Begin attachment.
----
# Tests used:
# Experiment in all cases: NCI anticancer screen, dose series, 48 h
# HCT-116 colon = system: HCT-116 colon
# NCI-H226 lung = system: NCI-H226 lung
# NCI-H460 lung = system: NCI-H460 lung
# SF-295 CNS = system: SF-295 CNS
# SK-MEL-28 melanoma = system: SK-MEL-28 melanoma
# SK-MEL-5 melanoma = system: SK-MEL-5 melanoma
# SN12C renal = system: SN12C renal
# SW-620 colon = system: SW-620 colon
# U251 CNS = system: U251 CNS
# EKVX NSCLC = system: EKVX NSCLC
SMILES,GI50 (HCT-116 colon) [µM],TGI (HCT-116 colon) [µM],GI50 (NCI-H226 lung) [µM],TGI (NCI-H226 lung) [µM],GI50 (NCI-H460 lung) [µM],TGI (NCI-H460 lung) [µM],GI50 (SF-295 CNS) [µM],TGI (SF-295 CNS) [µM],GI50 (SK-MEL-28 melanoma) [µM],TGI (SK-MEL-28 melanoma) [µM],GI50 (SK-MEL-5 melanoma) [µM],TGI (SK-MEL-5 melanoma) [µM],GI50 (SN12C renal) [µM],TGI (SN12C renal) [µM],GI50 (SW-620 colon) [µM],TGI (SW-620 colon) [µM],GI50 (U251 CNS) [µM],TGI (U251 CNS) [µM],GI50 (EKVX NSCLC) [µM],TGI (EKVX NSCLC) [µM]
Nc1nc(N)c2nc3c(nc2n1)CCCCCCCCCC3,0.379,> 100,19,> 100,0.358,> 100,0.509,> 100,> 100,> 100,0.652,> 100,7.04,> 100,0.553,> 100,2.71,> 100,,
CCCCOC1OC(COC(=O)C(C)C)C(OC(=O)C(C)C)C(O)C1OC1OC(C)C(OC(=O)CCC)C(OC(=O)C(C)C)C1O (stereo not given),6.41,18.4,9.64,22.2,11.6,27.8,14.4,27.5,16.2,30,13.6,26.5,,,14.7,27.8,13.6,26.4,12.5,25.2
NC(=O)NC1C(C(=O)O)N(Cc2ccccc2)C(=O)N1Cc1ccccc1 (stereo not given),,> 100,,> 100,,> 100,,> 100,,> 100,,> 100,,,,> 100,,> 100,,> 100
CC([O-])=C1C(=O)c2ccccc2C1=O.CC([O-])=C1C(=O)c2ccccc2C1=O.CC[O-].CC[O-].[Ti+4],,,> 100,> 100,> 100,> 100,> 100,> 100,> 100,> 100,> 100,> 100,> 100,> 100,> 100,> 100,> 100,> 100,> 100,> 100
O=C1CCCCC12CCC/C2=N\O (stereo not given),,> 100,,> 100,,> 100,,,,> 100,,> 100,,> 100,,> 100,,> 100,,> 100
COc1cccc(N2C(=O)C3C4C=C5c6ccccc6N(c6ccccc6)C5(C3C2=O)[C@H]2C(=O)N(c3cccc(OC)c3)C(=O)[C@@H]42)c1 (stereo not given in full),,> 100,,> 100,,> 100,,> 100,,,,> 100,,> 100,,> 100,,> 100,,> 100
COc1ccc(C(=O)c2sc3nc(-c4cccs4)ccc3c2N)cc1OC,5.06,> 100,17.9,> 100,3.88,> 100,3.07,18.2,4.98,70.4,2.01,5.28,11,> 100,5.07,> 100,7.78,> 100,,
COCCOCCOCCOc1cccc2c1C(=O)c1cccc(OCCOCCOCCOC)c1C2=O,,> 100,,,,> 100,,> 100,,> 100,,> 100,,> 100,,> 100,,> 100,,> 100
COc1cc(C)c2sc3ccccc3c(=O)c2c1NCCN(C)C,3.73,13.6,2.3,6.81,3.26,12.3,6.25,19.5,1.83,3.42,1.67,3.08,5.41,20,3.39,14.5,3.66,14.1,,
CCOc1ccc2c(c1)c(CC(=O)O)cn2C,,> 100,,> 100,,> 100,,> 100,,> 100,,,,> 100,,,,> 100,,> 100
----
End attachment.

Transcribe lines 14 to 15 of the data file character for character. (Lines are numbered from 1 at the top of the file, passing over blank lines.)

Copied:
Nc1nc(N)c2nc3c(nc2n1)CCCCCCCCCC3,0.379,> 100,19,> 100,0.358,> 100,0.509,> 100,> 100,> 100,0.652,> 100,7.04,> 100,0.553,> 100,2.71,> 100,,
CCCCOC1OC(COC(=O)C(C)C)C(OC(=O)C(C)C)C(O)C1OC1OC(C)C(OC(=O)CCC)C(OC(=O)C(C)C)C1O (stereo not given),6.41,18.4,9.64,22.2,11.6,27.8,14.4,27.5,16.2,30,13.6,26.5,,,14.7,27.8,13.6,26.4,12.5,25.2